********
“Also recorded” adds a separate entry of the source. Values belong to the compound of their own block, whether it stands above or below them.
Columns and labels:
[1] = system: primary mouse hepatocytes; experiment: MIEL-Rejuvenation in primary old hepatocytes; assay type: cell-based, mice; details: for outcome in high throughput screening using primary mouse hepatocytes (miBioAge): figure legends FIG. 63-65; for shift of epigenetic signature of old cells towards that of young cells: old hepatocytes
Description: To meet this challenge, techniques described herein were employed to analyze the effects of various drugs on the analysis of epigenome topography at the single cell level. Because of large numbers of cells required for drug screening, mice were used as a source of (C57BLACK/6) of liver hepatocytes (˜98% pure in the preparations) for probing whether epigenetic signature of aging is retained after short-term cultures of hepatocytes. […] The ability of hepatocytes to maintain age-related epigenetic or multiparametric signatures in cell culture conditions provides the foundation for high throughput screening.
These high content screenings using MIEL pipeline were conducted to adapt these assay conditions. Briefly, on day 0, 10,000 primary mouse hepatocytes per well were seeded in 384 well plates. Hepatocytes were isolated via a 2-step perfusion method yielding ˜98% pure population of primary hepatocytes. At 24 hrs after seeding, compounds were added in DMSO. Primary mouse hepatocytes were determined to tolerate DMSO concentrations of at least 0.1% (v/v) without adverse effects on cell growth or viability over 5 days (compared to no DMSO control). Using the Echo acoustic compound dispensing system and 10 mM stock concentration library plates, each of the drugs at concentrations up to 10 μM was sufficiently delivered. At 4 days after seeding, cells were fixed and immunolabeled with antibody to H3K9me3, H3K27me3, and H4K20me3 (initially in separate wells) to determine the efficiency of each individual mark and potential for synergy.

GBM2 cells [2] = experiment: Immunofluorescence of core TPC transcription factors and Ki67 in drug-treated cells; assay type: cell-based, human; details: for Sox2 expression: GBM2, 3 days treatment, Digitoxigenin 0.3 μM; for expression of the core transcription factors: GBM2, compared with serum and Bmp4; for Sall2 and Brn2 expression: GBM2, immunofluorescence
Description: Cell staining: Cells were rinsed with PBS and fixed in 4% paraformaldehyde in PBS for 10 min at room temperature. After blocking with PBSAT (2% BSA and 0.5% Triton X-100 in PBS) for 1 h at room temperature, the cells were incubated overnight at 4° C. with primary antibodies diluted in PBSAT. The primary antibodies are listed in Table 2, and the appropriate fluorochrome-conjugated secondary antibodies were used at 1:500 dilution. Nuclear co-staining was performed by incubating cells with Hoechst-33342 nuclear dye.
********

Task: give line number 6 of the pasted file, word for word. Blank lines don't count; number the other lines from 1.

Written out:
GBM2 cells [2] = experiment: Immunofluorescence of core TPC transcription factors and Ki67 in drug-treated cells; assay type: cell-based, human; details: for Sox2 expression: GBM2, 3 days treatment, Digitoxigenin 0.3 μM; for expression of the core transcription factors: GBM2, compared with serum and Bmp4; for Sall2 and Brn2 expression: GBM2, immunofluorescence